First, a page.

Perhaps the most noticeable difference between the Galaxy S22 Plus and the Galaxy S22 Ultra is their screen resolutions. While the Ultra model accommodates a super-sharp 1440p panel, the Galaxy S22 Plus receives only a 1080p display. At 393 pixels per inch, the Galaxy S22 Plus is possibly the most expensive phone currently available with a 1080p PenTile screen. The good news is that 1080p OLEDs have gotten slightly better starting with the Galaxy S21 due to Samsung using a higher subpixel fill factor, which reduces the screen-door effect and eliminated color fringing (to my eyes). Although many people may not notice it in everyday use, these screens just don’t appear as sharp as a 1440p screen or even Apple’s “Super Retina” (~460 ppi) OLEDs. And for its cost, there’s no real excuse for Samsung to not include a higher resolution on a thousand-dollar phone.

One other notable difference is in the OLED backplane material. Samsung is still reserving its LTPO/HOP technology — which allows for lower refresh rates and improved panel drive stability — for its highest-end device. This news stirred up a lot of controversy at launch, where Samsung initially (and misleadingly) stated that the Galaxy S22 and Galaxy S22 Plus varied their refresh rate from 120Hz down to 10Hz. As it turns out (and which I’ll cover later on), the minimum display refresh rate of the phones only goes down to 48Hz due to their LTPS backplane. Just like with screen resolution, this seems like such a stingy decision for Samsung to make since other OEMs (like Google, OnePlus) offer a HOP-equipped display for a lower price.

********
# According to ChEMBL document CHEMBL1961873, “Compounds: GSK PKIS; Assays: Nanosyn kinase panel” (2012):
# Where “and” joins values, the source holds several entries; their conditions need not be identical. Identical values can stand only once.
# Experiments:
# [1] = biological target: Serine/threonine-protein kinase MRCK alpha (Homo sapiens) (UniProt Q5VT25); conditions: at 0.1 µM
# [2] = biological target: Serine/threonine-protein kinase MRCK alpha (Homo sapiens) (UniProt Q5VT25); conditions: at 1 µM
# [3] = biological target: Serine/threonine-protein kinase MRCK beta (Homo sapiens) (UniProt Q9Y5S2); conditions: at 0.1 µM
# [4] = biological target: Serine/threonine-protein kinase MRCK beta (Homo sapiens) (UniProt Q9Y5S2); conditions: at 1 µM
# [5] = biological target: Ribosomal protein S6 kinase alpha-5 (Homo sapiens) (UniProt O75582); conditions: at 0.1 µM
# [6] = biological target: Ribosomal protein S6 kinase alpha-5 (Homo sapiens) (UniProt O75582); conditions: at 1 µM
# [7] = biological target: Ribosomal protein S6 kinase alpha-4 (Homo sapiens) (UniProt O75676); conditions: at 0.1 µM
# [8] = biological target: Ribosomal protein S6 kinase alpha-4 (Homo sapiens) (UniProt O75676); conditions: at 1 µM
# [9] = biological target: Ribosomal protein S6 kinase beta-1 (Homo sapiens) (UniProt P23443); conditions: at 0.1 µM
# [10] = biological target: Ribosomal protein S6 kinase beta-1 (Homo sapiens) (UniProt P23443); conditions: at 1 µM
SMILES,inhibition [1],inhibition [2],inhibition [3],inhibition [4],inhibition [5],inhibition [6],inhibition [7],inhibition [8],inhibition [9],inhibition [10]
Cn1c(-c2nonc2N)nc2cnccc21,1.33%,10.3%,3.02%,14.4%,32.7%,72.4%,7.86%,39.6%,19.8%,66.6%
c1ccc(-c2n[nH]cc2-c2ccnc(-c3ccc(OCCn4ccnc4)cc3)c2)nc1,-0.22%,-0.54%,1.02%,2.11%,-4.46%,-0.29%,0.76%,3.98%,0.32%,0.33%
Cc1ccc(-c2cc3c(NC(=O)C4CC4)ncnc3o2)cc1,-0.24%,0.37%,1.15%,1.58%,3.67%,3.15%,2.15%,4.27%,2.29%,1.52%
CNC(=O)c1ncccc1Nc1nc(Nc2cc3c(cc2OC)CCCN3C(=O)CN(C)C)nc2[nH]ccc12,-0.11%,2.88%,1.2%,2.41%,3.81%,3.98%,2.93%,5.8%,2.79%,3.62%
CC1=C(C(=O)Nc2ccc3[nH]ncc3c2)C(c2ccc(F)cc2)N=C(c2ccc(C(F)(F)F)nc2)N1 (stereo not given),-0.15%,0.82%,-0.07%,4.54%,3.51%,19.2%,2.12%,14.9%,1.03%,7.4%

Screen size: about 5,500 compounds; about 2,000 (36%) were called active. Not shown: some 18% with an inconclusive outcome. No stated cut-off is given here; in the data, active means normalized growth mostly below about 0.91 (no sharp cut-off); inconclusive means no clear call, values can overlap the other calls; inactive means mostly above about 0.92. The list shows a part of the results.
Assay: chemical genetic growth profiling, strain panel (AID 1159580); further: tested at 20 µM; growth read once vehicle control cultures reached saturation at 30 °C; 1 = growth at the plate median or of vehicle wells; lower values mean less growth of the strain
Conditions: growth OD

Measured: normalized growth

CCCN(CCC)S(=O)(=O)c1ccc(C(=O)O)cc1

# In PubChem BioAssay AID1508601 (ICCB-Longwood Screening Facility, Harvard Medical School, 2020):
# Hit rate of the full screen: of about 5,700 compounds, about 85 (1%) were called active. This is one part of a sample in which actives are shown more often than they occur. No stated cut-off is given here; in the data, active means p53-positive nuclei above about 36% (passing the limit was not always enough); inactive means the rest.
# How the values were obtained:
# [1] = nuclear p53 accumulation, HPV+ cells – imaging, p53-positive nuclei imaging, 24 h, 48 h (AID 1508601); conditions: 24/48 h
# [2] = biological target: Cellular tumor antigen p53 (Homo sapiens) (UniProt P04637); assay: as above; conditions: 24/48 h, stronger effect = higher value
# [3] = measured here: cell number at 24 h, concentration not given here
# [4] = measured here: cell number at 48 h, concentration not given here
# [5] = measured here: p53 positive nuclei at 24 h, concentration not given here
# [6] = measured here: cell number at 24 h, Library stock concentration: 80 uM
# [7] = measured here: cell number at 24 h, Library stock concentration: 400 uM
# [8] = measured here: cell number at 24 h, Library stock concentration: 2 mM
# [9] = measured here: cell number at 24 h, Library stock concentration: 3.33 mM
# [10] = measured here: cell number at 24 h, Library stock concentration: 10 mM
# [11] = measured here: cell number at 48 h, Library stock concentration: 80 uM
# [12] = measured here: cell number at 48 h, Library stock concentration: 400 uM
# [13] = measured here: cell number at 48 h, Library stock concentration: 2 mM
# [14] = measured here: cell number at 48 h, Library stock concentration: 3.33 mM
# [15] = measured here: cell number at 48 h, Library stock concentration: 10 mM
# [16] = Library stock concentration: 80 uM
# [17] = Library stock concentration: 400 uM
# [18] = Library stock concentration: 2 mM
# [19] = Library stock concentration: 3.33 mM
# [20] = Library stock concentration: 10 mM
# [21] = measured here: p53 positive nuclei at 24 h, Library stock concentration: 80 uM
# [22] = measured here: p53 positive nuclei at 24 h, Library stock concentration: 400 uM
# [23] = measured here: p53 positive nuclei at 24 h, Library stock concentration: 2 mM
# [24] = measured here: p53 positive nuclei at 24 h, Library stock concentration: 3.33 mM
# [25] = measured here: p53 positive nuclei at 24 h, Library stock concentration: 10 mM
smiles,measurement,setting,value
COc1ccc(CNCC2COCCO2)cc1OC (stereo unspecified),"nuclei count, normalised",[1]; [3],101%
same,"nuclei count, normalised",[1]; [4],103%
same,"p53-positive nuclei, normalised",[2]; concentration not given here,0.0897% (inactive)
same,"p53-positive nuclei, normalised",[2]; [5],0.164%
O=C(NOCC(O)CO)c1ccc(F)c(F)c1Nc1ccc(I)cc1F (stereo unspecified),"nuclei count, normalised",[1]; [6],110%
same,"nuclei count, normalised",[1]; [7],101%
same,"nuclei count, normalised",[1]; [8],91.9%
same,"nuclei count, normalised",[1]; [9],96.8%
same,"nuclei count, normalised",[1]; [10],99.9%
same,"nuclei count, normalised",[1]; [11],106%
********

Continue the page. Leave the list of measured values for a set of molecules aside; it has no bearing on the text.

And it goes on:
Vision Booster

Finally, the stand-out feature that Samsung advertises for its new displays (besides higher peak brightness) is something called Vision Booster. What it does, essentially, is dynamically adjust the color tones on the screen to improve image visibility under direct sunlight. This is important since increasing the peak brightness of white isn’t enough to make a picture or a video viewable in bright conditions: if mid-tones and shadows aren’t raised in adequate proportions, then the image will appear blotchy and distorted. Even though Samsung’s phones have had some of the brightest screens in the past, viewing media on these phones wasn’t necessarily the best experience due to poor handling of tone mapping in sunlight. This is a caveat of Samsung phones that I’ve constantly reiterated in past reviews. Vision Booster directly addresses this, and I’m glad to see it.

Color Profiles & Gamut

There are two main color modes available as usual: the Vivid and Natural profiles. The default profile selected out of the box will depend on the region you bought your phone from. Natural mode will provide the best color accuracy for content that is being viewed on the phone. Select Vivid mode if you want a boost in color saturation and bluer whites (~6900 K). Only Natural mode will support content color management, though.